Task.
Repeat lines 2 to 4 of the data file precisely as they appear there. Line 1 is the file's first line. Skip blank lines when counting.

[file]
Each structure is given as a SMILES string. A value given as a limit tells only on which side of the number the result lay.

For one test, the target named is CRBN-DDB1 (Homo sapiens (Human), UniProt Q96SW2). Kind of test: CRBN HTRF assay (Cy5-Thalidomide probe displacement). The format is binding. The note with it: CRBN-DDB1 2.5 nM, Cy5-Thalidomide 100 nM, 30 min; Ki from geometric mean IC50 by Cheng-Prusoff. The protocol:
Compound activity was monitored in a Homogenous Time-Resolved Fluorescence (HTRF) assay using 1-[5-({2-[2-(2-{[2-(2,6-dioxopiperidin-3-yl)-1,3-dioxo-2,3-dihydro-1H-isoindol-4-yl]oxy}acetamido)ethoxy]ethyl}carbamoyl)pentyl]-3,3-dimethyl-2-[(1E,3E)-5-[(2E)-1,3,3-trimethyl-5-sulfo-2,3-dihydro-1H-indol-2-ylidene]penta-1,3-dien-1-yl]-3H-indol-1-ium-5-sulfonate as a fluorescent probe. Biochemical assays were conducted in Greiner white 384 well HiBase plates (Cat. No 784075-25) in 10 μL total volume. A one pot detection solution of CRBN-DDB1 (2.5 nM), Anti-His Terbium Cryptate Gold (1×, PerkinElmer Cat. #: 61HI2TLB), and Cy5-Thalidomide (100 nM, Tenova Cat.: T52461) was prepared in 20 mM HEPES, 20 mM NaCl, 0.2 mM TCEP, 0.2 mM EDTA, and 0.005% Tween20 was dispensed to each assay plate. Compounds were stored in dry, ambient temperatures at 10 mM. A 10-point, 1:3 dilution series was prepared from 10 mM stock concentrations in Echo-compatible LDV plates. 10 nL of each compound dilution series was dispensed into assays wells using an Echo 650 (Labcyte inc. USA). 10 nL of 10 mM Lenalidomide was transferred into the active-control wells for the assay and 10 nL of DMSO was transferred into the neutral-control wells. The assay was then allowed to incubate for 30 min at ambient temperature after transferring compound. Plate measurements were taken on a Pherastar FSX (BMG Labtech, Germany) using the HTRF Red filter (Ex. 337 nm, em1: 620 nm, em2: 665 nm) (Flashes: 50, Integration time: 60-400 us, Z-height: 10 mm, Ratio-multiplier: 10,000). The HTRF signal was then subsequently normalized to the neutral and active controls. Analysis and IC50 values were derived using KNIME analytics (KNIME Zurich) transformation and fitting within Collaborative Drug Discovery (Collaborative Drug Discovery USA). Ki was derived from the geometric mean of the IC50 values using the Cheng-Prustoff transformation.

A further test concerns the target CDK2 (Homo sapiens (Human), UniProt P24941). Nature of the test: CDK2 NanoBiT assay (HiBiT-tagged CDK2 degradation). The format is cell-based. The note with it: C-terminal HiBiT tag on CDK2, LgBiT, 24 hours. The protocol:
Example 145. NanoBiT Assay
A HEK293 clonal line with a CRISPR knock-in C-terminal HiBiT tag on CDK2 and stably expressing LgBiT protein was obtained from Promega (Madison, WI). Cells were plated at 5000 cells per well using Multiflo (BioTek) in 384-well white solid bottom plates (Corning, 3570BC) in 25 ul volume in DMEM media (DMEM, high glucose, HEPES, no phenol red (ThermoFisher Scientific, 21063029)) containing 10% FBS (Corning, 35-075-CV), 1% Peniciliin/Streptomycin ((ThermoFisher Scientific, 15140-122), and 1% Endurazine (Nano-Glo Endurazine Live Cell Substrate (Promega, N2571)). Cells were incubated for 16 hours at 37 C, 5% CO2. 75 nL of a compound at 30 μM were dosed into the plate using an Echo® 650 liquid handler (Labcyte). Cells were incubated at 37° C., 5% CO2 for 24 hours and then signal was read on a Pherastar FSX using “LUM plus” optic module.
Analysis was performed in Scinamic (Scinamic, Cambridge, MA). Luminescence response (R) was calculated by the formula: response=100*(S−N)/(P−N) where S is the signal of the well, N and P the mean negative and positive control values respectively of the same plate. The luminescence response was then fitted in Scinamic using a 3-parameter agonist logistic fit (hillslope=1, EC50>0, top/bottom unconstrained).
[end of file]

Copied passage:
For one test, the target named is CRBN-DDB1 (Homo sapiens (Human), UniProt Q96SW2). Kind of test: CRBN HTRF assay (Cy5-Thalidomide probe displacement). The format is binding. The note with it: CRBN-DDB1 2.5 nM, Cy5-Thalidomide 100 nM, 30 min; Ki from geometric mean IC50 by Cheng-Prusoff. The protocol:
Compound activity was monitored in a Homogenous Time-Resolved Fluorescence (HTRF) assay using 1-[5-({2-[2-(2-{[2-(2,6-dioxopiperidin-3-yl)-1,3-dioxo-2,3-dihydro-1H-isoindol-4-yl]oxy}acetamido)ethoxy]ethyl}carbamoyl)pentyl]-3,3-dimethyl-2-[(1E,3E)-5-[(2E)-1,3,3-trimethyl-5-sulfo-2,3-dihydro-1H-indol-2-ylidene]penta-1,3-dien-1-yl]-3H-indol-1-ium-5-sulfonate as a fluorescent probe. Biochemical assays were conducted in Greiner white 384 well HiBase plates (Cat. No 784075-25) in 10 μL total volume. A one pot detection solution of CRBN-DDB1 (2.5 nM), Anti-His Terbium Cryptate Gold (1×, PerkinElmer Cat. #: 61HI2TLB), and Cy5-Thalidomide (100 nM, Tenova Cat.: T52461) was prepared in 20 mM HEPES, 20 mM NaCl, 0.2 mM TCEP, 0.2 mM EDTA, and 0.005% Tween20 was dispensed to each assay plate. Compounds were stored in dry, ambient temperatures at 10 mM. A 10-point, 1:3 dilution series was prepared from 10 mM stock concentrations in Echo-compatible LDV plates. 10 nL of each compound dilution series was dispensed into assays wells using an Echo 650 (Labcyte inc. USA). 10 nL of 10 mM Lenalidomide was transferred into the active-control wells for the assay and 10 nL of DMSO was transferred into the neutral-control wells. The assay was then allowed to incubate for 30 min at ambient temperature after transferring compound. Plate measurements were taken on a Pherastar FSX (BMG Labtech, Germany) using the HTRF Red filter (Ex. 337 nm, em1: 620 nm, em2: 665 nm) (Flashes: 50, Integration time: 60-400 us, Z-height: 10 mm, Ratio-multiplier: 10,000). The HTRF signal was then subsequently normalized to the neutral and active controls. Analysis and IC50 values were derived using KNIME analytics (KNIME Zurich) transformation and fitting within Collaborative Drug Discovery (Collaborative Drug Discovery USA). Ki was derived from the geometric mean of the IC50 values using the Cheng-Prustoff transformation.

A further test concerns the target CDK2 (Homo sapiens (Human), UniProt P24941). Nature of the test: CDK2 NanoBiT assay (HiBiT-tagged CDK2 degradation). The format is cell-based. The note with it: C-terminal HiBiT tag on CDK2, LgBiT, 24 hours. The protocol: